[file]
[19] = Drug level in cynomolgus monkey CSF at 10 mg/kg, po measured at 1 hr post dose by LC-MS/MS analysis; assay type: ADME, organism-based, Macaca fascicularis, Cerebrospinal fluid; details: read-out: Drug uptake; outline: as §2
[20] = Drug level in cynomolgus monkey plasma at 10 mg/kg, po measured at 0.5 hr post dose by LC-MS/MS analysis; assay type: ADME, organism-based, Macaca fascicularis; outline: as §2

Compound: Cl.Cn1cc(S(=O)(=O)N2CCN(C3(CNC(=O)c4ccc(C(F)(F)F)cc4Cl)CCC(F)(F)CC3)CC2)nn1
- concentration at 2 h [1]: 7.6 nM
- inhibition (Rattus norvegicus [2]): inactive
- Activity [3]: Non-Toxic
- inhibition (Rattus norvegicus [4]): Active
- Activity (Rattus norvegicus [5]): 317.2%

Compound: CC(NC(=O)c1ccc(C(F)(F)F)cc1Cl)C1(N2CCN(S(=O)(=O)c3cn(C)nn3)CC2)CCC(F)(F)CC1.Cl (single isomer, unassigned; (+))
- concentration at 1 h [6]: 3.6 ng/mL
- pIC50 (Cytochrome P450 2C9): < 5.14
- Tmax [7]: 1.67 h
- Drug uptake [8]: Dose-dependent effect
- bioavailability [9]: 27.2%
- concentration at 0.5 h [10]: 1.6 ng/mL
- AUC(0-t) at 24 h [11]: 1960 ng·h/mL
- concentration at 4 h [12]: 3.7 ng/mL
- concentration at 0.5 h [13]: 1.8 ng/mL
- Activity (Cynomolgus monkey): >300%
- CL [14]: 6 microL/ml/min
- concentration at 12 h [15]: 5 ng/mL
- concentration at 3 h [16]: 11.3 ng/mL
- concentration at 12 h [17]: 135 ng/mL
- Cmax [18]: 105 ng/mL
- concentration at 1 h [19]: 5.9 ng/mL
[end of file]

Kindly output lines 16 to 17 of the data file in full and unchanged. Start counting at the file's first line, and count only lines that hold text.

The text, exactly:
- AUC(0-t) at 24 h [11]: 1960 ng·h/mL
- concentration at 4 h [12]: 3.7 ng/mL